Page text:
One response - and it's the one leveled by Bergson to Einstein - is that Einstein's General Relativity Theory isn't relative enough. (Bergson was a contemporary of Einstein and the two exchanged views.) To whit your example fkalich underscores the Lorentz transformation paradox (the one about twins where one goes off in a faster than light spaceship and the other remains on earth so the two age at different rates...) Bergson's contention is that Einstein


good stuff, including the things I don't show. I am going to look further into the names you mention.

even though I sort of get the explaining from "unreal", still, I get what you are saying. It goes back to maybe the theory works for our needs so far, and we can't it not working, that does not mean we have a final answer.

QUOTE (OrganisedConfusion @ Sep 17 2008, 05:08 AM) *
I'm a huge fan of fringe science. I read about stuff into it all the time. Nanotechnology is really interesting also.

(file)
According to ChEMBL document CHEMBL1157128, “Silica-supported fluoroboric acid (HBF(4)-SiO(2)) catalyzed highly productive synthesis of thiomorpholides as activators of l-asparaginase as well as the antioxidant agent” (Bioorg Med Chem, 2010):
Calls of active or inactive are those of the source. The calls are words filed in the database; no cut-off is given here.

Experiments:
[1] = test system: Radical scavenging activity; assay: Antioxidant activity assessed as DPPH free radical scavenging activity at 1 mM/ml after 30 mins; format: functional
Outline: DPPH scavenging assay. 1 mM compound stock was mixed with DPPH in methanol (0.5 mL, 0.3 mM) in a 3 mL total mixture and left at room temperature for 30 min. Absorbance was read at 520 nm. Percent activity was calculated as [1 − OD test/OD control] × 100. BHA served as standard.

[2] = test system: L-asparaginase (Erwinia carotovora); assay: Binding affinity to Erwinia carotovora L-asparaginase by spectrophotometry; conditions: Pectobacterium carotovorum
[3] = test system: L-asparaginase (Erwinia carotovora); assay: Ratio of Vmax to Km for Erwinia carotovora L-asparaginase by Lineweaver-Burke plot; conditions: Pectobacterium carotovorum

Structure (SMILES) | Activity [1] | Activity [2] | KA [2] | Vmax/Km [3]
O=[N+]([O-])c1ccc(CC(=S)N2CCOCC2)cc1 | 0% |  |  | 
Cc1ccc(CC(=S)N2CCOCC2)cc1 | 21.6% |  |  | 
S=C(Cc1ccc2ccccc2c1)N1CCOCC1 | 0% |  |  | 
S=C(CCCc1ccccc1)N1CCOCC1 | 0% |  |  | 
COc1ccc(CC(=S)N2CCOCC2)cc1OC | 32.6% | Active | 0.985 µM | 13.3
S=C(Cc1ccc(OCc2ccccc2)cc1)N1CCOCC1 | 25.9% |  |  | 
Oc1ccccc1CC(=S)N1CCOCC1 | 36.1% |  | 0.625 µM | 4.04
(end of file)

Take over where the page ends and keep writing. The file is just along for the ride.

I eat fast food a lot also but I don't care what I eat to be honest as I get lots of exercise. I have fast food 3 days a week and healthy home cooked meals the other 4 days with fresh ingredients. When I go to stay in London my relatives own an allotment so I get really fresh veg smile.gif


I eat something with more fat content maybe once a day. Basically I keep my intake of things under the US FDA recommended allowances for fats, saturated fats and salt. You blow by those so fast with fast food. But once in awhile I pig out. I don't worry so much about cholosterial intake, as my understanding is you don't need to, ingesting it is not really a problem, your body does not just store it. It creates it due to fats, especially saturated fats (or trans fats, always be on the lookout for those).

I exercise also, but that does not work forever, when you reach a certain age.